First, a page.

So now I am gonna go out on a big pink limb for Save the Ta-Ta's.

Before I had BC, all I saw in the movement was a big sad scary pink haze. Honestly even as a reporter I kinda covered my ears and went "la-la-la" when it came to the subject of breast cancer.

For me, the tart humor of the "Ta-Ta's" t-shirts is just the sort of thing that would have cut through the fear.

I am listed as one of their blogging buddies.

When I was going through radiation they sent me a big box of t-shirts. I begged them not to, as a journalist, we really avoid anything that smacks of conflict of interest.

But to be honest, their nice soft shirts and tanks were about all I could wear towards the end of treatment.

Their humor helped me and my husband get through a tough time. I wore their "Kiss me I'm a survivor" shirt to my first fund-raising walk. When I was feeling really cranky, my black "Bad-ass Ta-Ta's" shirt cracked up a nurse or two.

It also bought me some street cred in the Northeast Wisconsin biker community, but that's another story.

So where does that leave me. Am I out of touch? Pink-washed? Passe?

Why do I find myself feeling that I need to hide my tolerance for a pink ribbon from the smartest women online?

After a week of looking at muddy water, a pink ribbon just doesn't look so bad.

Image from

Wednesday, August 31, 2011

Cancerversary #2

Last year I was hoping my husband would send me flowers on my first cancer-versary. The year I survived had been rough, and a little celebration seemed in order.

This year I don't think he will even remember. I almost didn't. It kind of snuck up on me when I was living my life. Don't get me wrong, I have not had a day yet where I did not think of cancer. I hope someday I can have one.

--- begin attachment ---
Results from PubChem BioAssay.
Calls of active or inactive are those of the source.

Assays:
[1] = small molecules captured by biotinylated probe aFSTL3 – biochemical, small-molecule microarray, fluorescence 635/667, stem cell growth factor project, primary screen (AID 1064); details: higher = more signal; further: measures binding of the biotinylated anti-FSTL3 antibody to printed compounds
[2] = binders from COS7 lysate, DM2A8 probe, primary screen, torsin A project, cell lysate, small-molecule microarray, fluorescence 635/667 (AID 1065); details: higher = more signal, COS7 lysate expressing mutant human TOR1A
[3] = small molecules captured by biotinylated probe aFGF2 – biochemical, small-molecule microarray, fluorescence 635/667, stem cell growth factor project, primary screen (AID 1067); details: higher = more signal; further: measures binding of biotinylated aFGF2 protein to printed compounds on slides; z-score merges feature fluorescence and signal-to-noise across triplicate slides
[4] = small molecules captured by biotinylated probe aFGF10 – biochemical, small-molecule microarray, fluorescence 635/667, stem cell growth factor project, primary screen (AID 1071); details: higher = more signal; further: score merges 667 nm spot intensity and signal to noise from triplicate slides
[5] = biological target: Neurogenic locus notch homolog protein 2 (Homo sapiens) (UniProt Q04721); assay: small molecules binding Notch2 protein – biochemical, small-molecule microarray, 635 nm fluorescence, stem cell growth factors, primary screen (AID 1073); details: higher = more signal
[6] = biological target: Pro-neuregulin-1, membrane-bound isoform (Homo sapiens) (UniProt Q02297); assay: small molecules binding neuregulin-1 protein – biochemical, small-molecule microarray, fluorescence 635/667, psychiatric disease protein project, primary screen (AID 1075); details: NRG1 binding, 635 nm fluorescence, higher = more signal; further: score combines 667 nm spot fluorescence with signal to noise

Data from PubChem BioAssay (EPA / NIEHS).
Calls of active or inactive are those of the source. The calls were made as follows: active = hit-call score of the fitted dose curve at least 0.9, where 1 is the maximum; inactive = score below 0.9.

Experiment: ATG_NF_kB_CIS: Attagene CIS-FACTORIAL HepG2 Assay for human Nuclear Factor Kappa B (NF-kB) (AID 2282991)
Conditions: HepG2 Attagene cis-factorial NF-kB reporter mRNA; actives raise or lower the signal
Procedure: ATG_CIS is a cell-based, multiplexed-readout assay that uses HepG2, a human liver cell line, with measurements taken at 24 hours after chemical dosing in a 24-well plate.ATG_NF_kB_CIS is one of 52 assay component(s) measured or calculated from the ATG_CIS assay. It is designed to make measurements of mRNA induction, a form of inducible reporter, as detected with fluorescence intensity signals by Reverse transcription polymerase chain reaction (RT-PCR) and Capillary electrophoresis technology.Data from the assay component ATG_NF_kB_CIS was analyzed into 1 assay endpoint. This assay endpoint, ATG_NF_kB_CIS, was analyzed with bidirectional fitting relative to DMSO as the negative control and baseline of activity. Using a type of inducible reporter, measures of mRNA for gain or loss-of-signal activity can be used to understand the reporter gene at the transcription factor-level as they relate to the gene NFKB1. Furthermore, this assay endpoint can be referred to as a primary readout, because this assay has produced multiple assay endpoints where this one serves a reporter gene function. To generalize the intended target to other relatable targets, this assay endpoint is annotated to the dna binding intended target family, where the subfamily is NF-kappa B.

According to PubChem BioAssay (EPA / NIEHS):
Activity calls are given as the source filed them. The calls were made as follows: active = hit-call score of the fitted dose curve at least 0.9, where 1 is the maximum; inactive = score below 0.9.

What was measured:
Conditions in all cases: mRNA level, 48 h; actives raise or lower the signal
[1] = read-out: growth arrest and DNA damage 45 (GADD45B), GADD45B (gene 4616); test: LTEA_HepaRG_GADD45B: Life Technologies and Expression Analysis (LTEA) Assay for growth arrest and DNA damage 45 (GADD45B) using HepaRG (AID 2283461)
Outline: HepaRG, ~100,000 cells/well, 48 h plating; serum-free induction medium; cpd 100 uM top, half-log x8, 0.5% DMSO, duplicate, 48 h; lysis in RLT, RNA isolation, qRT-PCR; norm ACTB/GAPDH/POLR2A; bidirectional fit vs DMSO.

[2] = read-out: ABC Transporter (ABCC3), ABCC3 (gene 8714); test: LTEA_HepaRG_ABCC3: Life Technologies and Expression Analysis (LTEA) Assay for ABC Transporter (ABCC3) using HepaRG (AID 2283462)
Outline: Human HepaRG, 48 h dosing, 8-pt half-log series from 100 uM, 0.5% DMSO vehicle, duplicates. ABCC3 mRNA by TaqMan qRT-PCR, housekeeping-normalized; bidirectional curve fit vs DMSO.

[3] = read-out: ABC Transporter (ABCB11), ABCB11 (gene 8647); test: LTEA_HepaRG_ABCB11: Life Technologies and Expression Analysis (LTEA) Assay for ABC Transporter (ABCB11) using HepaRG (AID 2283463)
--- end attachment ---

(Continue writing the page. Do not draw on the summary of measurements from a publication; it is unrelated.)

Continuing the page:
While I know this "versary" is a celebration of survival, it's hard for me to think of it as a happy occasion. It takes me back to the shock of my first mammogram that went south so quickly. My wait though Labor Day Weekend for the biopsy results. Trying to make peace for a week with that tiny tiny chance it could be something else.

Don't get me wrong, there were some positive moments.

My famous setting off of the nuclear radiation detector at the US Open following my PET scan.

The fact that hours after the bad news, I made my husband cook out with me on a weekday giving us our choice of grills in the park.

And of course, since I had to wait for results through Labor Day Weekend, I squeezed in a bucket list trip to Opelousas, LA for the Zydeco Music Festival.

But while I am grateful for ever year I survive, I still haven't figured out how to make September 2nd a fun day.

Maybe a Dairy Queen cake would do the trick?

Image from cafepress

Sunday, August 21, 2011

What are doctors really thinking?

#HCSM hashtag chat on twitter lets you find out!

9 PM EST on Sundays.

Also do not forget @JodyMS and @Stales #BCSM chat Monday evening!

Friday, August 19, 2011

Wednesday, August 17, 2011

I wish that I were Nancy Drew

This story made me mad. To use the precious good will and dollars of people who want to save our lives as a scam. A big scam.

Not a few hundred bucks by some desperate and deluded soul, but an organized cynical big bucks scam that took hundreds of thousands of dollars that could have and should have gone to breast cancer research.

I do not roll out the word evil much, but is seems to apply here.

I also feel a bit guilty. I was a journalist on Long Island. I wish I had caught them.

Sunday, August 7, 2011

Pink Daisy Project Blossoms

I was very happy to see the Pink Daisy Project get some national attention from CNN.

Wednesday, August 3, 2011

And we're back!

Big sigh of relief!
Blogger is back up and running!